Read the rest of this entry »

Posted on Wednesday, September 5th, 2012
Under: 2012 presidential election, Democratic Party, Democratic politics, Kamala Harris | 5 Comments »

Tom Steyer’s speech to the DNC

Tom Steyer – co-founder of Advanced Energy Economy, co-senior managing member of Farallon Capital Management and chairman and funder of California’s Yes on Proposition 39 campaign – addressed the 2012 Democratic National Convention tonight in Charlotte, N.C.

Prop. 39 would require every company to use the so-called “single-sales factor” method to calculate their taxes, based on their sales within California. Companies could no longer choose the “triple factor” method, in which half the tax bill is based on California sales and half on property and employees here, allowing firms headquartered elsewhere to pay less. The loophole currently costs the state about $1 billion per year.

But Steyer, 55, of San Francisco, was in Charlotte to talk about President Obama’s long-term economic and energy plans – and to get in a few digs at Republican presidential nominee Mitt Romney:

Hello, California. Hello, delegates. Hello, everyone else from America! I’m Tom Steyer. I’m a businessman, a professional investor, and a proud Democrat. I think Mitt Romney and I share the same income bracket— although I guess we’re never going to know. But the reason I’m here tonight is that Mitt Romney and I don’t share the same vision for the future, especially when it comes to energy. You see, this election is a choice—a choice about whether to go backward or forward. And that choice is especially stark when it comes to energy.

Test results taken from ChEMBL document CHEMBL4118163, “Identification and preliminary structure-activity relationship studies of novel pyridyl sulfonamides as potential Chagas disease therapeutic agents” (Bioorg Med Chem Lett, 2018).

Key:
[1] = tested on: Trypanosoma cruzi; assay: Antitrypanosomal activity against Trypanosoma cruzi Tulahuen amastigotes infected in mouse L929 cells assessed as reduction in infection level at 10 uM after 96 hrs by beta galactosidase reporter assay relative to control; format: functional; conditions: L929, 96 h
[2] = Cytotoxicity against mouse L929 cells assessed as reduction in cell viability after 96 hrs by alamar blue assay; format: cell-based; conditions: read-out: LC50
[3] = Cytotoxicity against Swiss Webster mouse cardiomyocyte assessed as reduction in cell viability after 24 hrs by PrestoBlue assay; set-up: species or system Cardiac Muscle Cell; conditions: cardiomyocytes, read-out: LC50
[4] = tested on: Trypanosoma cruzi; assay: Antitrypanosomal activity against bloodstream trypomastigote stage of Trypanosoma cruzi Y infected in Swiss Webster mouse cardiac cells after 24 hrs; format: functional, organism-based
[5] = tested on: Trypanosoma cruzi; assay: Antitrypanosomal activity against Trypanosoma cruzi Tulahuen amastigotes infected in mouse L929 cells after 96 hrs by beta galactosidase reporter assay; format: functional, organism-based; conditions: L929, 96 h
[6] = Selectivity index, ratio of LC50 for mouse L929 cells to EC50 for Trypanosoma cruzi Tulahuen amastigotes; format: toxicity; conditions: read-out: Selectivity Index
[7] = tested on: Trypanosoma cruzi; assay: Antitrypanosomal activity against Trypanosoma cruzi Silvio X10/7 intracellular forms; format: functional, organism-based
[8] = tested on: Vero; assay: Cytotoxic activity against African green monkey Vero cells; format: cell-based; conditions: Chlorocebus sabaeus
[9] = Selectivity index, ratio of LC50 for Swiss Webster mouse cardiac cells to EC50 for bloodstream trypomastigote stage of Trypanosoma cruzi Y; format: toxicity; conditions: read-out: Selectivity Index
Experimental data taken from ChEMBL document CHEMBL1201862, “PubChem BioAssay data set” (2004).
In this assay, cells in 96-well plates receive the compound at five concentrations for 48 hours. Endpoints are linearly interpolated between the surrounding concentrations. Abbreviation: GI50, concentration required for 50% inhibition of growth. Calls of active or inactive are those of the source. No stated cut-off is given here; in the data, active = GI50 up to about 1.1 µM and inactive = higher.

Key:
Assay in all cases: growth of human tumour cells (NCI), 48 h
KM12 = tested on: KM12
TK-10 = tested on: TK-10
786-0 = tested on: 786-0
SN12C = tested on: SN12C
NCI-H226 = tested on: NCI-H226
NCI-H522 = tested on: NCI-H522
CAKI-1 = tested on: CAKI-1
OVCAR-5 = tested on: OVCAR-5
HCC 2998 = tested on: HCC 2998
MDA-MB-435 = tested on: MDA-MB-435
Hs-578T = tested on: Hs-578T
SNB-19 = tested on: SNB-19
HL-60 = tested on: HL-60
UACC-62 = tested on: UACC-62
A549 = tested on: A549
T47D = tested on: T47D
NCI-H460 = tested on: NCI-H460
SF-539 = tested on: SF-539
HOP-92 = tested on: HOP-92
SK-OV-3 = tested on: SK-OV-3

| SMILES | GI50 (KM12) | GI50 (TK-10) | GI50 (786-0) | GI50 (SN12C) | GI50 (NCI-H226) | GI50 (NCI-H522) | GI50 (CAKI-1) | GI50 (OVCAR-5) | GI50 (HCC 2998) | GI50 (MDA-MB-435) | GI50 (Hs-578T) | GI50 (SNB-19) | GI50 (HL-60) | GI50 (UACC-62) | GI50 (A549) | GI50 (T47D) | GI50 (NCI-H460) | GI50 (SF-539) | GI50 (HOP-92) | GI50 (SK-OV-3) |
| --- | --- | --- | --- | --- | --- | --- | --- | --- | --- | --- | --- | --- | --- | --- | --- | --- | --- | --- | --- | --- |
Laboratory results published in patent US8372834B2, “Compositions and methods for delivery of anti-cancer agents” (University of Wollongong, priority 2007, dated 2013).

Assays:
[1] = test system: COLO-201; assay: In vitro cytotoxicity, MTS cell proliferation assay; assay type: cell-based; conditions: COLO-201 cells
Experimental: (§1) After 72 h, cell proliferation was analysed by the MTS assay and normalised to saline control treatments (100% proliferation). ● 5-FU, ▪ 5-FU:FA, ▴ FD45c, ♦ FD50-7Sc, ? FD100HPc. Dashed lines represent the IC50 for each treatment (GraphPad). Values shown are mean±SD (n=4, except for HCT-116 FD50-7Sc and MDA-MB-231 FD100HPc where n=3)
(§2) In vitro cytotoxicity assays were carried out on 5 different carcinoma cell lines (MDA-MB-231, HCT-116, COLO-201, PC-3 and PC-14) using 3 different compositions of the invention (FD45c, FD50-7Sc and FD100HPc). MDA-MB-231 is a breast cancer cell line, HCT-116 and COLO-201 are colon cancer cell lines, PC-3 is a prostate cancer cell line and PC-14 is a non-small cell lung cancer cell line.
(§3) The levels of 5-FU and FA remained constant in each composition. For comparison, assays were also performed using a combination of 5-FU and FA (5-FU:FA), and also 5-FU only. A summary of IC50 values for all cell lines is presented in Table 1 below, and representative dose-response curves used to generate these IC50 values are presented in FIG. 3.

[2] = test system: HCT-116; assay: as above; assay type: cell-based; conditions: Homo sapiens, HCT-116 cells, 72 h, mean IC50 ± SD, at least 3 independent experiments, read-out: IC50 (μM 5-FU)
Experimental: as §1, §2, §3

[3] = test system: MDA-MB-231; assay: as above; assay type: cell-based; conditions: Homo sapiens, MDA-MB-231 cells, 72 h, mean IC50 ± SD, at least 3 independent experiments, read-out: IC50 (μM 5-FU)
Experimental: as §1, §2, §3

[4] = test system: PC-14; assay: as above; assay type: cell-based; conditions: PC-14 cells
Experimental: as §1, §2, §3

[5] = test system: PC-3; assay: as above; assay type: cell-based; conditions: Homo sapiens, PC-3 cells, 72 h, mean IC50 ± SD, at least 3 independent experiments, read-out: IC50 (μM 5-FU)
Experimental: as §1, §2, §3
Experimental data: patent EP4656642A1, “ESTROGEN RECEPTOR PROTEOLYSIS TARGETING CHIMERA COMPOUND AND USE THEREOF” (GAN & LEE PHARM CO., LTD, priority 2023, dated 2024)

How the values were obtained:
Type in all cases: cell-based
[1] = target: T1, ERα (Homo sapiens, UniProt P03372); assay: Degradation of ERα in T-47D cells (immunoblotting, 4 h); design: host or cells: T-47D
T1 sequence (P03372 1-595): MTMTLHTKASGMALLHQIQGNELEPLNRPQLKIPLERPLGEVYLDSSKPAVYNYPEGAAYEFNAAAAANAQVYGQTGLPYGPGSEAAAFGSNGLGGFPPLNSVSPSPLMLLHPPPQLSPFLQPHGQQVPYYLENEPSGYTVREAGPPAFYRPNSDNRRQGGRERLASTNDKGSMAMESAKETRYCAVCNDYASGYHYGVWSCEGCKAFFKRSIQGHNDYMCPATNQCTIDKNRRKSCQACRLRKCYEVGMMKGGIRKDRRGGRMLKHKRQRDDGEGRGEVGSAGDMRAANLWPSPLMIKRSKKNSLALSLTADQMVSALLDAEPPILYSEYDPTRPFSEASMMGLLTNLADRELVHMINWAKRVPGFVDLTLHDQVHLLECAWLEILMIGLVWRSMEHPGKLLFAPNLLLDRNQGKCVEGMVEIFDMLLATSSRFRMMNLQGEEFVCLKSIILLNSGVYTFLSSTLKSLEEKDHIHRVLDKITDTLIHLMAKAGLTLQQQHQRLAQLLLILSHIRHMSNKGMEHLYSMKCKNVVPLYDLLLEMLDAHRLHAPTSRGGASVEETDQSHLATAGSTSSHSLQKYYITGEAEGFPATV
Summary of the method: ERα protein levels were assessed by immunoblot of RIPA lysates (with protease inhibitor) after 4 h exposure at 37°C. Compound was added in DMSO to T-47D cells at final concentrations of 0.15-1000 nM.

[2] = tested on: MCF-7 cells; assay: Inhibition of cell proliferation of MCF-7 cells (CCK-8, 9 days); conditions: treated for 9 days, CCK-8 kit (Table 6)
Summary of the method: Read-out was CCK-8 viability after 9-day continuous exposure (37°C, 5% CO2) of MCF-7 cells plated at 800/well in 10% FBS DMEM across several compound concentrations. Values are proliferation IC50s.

Take Mitt Romney’s approach. Governor Romney would do nothing to reduce our dependence on fossil fuels and much to increase it. He would gut President Obama’s investments in clean energy. He wants to keep giving four billion taxpayer dollars to oil companies every year—the very same oil companies pouring millions into the outside groups backing his campaign.

Or we could follow President Obama’s long-term plan for the future for an economy fueled by a safe, secure, sustainable energy supply. During the last several years, we’ve seen tremendous progress on new technologies that can make us energy independent and create thousands of jobs. This is about investing for the long haul, not for a quick-and-dirty buck. This is about taking control of our destiny by doing what Americans do best: out-innovating, out-thinking, out-hustling our competitors. And President Obama has put us on track to do just that—making investments for the long term.

Read the rest of Steyer’s speech, after the jump…
Read the rest of this entry »

Posted on Wednesday, September 5th, 2012
Under: 2012 presidential election, Democratic Party, Democratic politics | 1 Comment »

Assembly Speaker John Perez’s DNC speech

Fresh from the end of a contentious legislative session, California Assembly Speaker John Perez, D-Los Angeles, addressed the 2012 Democratic National Convention tonight in Charlotte, N.C.

http://youtu.be/72Y9g5TGRz0

Good evening Democrats! I am so honored to join you tonight.

Certainly, this close to the election much of our attention is focused on the nuts and bolts of victory—how we’ll prevail in the swing districts and battleground states. But this convention gives us the chance to discuss something much more important than how or where we fight. It gives us the chance to reflect on the question of why we fight.